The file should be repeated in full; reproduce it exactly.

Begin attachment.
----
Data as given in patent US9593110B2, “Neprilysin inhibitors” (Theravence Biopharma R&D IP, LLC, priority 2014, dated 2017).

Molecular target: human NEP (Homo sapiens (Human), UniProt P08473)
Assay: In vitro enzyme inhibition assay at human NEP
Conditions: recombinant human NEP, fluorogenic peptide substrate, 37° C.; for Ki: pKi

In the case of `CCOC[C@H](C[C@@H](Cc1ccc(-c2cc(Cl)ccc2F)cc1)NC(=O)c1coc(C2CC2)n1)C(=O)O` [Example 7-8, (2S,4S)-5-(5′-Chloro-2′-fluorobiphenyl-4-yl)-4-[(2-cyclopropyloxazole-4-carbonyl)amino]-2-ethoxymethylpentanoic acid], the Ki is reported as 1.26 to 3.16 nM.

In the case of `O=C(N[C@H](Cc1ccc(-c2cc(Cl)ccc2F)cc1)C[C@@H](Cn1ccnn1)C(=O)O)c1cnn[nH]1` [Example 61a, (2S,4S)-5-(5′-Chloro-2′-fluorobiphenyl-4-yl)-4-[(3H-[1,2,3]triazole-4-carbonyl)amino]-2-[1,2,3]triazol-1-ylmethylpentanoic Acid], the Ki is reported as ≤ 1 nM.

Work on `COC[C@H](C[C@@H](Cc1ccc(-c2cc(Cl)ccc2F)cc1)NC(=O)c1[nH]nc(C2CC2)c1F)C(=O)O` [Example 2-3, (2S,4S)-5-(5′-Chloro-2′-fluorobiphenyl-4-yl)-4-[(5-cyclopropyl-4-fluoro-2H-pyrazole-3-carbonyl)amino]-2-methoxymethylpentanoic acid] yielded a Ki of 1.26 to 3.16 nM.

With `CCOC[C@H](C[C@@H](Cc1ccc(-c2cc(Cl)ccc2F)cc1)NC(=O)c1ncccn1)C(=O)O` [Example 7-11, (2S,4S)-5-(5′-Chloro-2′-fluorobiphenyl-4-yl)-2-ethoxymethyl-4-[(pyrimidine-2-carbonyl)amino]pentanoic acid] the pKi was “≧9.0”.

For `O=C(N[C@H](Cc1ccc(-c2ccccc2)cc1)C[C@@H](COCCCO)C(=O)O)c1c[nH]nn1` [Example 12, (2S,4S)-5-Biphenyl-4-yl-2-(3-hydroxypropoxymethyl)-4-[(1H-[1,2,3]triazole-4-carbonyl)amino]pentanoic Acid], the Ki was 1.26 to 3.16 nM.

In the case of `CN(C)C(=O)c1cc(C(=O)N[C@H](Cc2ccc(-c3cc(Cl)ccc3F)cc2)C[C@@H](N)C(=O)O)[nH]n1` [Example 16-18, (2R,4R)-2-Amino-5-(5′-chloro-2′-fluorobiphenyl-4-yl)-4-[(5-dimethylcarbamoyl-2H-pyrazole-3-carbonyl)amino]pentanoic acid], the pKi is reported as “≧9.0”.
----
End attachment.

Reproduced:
Data as given in patent US9593110B2, “Neprilysin inhibitors” (Theravence Biopharma R&D IP, LLC, priority 2014, dated 2017).

Molecular target: human NEP (Homo sapiens (Human), UniProt P08473)
Assay: In vitro enzyme inhibition assay at human NEP
Conditions: recombinant human NEP, fluorogenic peptide substrate, 37° C.; for Ki: pKi

In the case of `CCOC[C@H](C[C@@H](Cc1ccc(-c2cc(Cl)ccc2F)cc1)NC(=O)c1coc(C2CC2)n1)C(=O)O` [Example 7-8, (2S,4S)-5-(5′-Chloro-2′-fluorobiphenyl-4-yl)-4-[(2-cyclopropyloxazole-4-carbonyl)amino]-2-ethoxymethylpentanoic acid], the Ki is reported as 1.26 to 3.16 nM.

In the case of `O=C(N[C@H](Cc1ccc(-c2cc(Cl)ccc2F)cc1)C[C@@H](Cn1ccnn1)C(=O)O)c1cnn[nH]1` [Example 61a, (2S,4S)-5-(5′-Chloro-2′-fluorobiphenyl-4-yl)-4-[(3H-[1,2,3]triazole-4-carbonyl)amino]-2-[1,2,3]triazol-1-ylmethylpentanoic Acid], the Ki is reported as ≤ 1 nM.

Work on `COC[C@H](C[C@@H](Cc1ccc(-c2cc(Cl)ccc2F)cc1)NC(=O)c1[nH]nc(C2CC2)c1F)C(=O)O` [Example 2-3, (2S,4S)-5-(5′-Chloro-2′-fluorobiphenyl-4-yl)-4-[(5-cyclopropyl-4-fluoro-2H-pyrazole-3-carbonyl)amino]-2-methoxymethylpentanoic acid] yielded a Ki of 1.26 to 3.16 nM.

With `CCOC[C@H](C[C@@H](Cc1ccc(-c2cc(Cl)ccc2F)cc1)NC(=O)c1ncccn1)C(=O)O` [Example 7-11, (2S,4S)-5-(5′-Chloro-2′-fluorobiphenyl-4-yl)-2-ethoxymethyl-4-[(pyrimidine-2-carbonyl)amino]pentanoic acid] the pKi was “≧9.0”.

For `O=C(N[C@H](Cc1ccc(-c2ccccc2)cc1)C[C@@H](COCCCO)C(=O)O)c1c[nH]nn1` [Example 12, (2S,4S)-5-Biphenyl-4-yl-2-(3-hydroxypropoxymethyl)-4-[(1H-[1,2,3]triazole-4-carbonyl)amino]pentanoic Acid], the Ki was 1.26 to 3.16 nM.

In the case of `CN(C)C(=O)c1cc(C(=O)N[C@H](Cc2ccc(-c3cc(Cl)ccc3F)cc2)C[C@@H](N)C(=O)O)[nH]n1` [Example 16-18, (2R,4R)-2-Amino-5-(5′-chloro-2′-fluorobiphenyl-4-yl)-4-[(5-dimethylcarbamoyl-2H-pyrazole-3-carbonyl)amino]pentanoic acid], the pKi is reported as “≧9.0”.